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Sunday, November 16, 2008

Different types of end-user metrics

Typically, metrics in software are meant to mean something related to capturing lines of code, number of defects, or some other measurements related to software quality. User metrics is something entirely different, meant to try to capture data relating to the customers usage of the software. The advantages that you get out of such capturing end user software metrics are:
1. Capturing such metrics helps in validating design principles: Say both product management and engineering feel that the implementation of a particular feature is the defined way to do it, but after looking at user-functionality usage metrics, you find that the usage of the feature is lower, then some re-thinking needs to happen.
2. Helps in capturing problem areas: Suppose there is logic in the system that it reports every time that the application gets into an unstable or incorrect position (for example, if there are some parameters being passed to a functional that was deemed unlikely), then you know that there is additional work to be done in these areas.
3. Finding priority areas: Reviewing user-functionality usage graphs can be help you find which are the functions that are the most used of the application. Sometimes, product teams get surprised when they review the usage metrics for their applications. Supposed you are the team for a photo editing software, and you expect that some of the editing tools would be the most popular; and then you find to your surprise that a simple tool such as a Quick Fix tool is the most popular. Such data helps you determine the areas that are important to users, and what you need to fcous on.
4. Determining poorly designed workflows: If you have metrics in place that determine how long a users takes to complete a particular workflow as well as how many people have abandoned the workflow, you get an idea of how simple vs. badly designed a workflow is. A poor workflow would leave users spending far more time on that workflow, or even pressing 'Cancel' to leave the function in frustration.
5. Determining which features to drop. Sometimes there are features in a software that are built with a lot of hope, and do not live up to the promise. In addition, there are other features that have outlived their usefulness and need to be dropped as part of a periodic cleaning of the application. Such end user metrics can help a lot in determining the features that need to be removed.
6. Determining license usage. In the case of softwares that are available as floating licenses or as enterprise softwares, capturing of usage information helps in determining whether the pricing of such software is correct. Such metrics also help in determining whether there is any violation of licensing terms.

Saturday, November 15, 2008

Product Development: Planning for metrics

What are metrics ? Metrics are becoming an increasingly important part of capturing all sorts of information about the product and about the interaction of users with the software system. If you are looking for a definition, here it is: A software metric is a measure of some property of a piece of software or its specifications. Let me give you a common place application: Microsoft has touted Vista as their most stable and secure Operating System. To validate whether Vista is indeed a stable operating system across the wide ranging hardwares with their users, they need a way to measure how often the system crashes. And hence, you need a crash reporting log that sends back information to Microsoft whenever the operating system crashes (or if this is not possible, whenever the system recovers from a crash). To include user benefits, when this information is reported, the company could build in a system that would also try to analyse the reasons for the crash and provide a crash (this worked for me when the system was able to let me know that a new monitor driver was available).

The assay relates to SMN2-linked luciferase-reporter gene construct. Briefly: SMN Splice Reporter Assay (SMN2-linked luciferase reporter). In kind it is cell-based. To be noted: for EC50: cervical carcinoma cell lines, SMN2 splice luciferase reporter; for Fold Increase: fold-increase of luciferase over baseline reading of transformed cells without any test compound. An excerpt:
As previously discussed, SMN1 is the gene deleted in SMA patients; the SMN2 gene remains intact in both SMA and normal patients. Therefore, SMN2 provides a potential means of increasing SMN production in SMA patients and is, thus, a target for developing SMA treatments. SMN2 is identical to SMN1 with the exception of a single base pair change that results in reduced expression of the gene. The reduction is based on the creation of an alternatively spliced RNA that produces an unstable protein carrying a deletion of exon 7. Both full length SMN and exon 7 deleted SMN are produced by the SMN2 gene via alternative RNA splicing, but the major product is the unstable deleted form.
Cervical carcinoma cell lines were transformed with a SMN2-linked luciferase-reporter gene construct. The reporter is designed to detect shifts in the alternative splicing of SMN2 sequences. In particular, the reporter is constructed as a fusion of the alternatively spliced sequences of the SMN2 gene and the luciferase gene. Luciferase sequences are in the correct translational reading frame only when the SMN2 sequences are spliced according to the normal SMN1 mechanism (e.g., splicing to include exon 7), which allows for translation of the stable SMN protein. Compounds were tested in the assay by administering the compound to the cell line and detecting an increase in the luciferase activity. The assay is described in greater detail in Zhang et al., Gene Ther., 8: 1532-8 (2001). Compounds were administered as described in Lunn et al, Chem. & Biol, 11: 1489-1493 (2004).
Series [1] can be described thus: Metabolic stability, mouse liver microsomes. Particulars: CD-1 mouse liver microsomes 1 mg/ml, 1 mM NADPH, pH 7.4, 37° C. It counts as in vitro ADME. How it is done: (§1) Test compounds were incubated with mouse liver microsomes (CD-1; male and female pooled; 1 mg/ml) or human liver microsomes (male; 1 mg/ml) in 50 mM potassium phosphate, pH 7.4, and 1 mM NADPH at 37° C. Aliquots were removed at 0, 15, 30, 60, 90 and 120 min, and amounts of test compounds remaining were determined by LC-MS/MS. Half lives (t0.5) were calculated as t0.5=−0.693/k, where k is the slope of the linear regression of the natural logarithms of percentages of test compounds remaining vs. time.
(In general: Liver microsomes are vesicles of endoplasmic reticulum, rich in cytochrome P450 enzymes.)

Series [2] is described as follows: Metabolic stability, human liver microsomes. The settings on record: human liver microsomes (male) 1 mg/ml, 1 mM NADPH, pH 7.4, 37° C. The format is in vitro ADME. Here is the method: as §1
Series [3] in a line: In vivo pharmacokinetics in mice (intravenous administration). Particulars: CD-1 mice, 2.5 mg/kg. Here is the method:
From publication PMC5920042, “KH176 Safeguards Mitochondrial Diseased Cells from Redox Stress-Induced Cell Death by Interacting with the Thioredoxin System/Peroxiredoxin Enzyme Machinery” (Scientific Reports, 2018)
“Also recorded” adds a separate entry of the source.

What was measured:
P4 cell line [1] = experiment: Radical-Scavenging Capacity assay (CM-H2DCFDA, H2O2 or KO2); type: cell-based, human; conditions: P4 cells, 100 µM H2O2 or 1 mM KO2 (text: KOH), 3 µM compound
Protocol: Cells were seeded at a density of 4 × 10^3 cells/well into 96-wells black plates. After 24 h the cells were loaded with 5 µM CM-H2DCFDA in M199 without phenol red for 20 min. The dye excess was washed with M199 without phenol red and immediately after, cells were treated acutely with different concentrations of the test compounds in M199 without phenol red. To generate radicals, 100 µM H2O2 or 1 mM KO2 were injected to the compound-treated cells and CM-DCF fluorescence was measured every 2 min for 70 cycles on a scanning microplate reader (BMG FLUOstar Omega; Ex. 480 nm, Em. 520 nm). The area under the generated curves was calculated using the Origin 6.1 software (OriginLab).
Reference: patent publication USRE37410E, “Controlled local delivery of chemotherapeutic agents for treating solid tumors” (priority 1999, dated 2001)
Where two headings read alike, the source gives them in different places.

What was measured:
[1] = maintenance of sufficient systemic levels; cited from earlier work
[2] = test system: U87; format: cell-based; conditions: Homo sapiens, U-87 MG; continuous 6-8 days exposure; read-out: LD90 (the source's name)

There are all sorts of metrics (and we will talk about some of these metrics in the next post), this post is more about planning for metrics during the project kickoff stage. How do you plan for metrics during this initial phase ?
- The product management team and engineering need to work out which are the metrics they want to capture (these could be in the nature of: different functions launched by the user within the application; the average time that the user keeps the application alive; and so on)
- The tool to be used for this purpose needs to be evaluated (this may be a tool user by other applications within the company, or an external tool may be needed for this purpose)
- If the tool needs to be purchased, then the funding for the tool needs to be planned
- Effort estimation for the metrics tool needs to be planned. The effort estimate for the metrics tool needs to include the effort estimate for making the hookups to the tool inside the application dialogs, as well as the effort needed for testing of the application metrics.
- Legal approval. In many cases, a metrics tool that is well integrated with the software application needs to capture user steps and workflows, and may involve privacy issues. Hence, it is important that any such effort to capture metrics has been validated with the legal team, and the Terms of Use / License has been appropriately amended.

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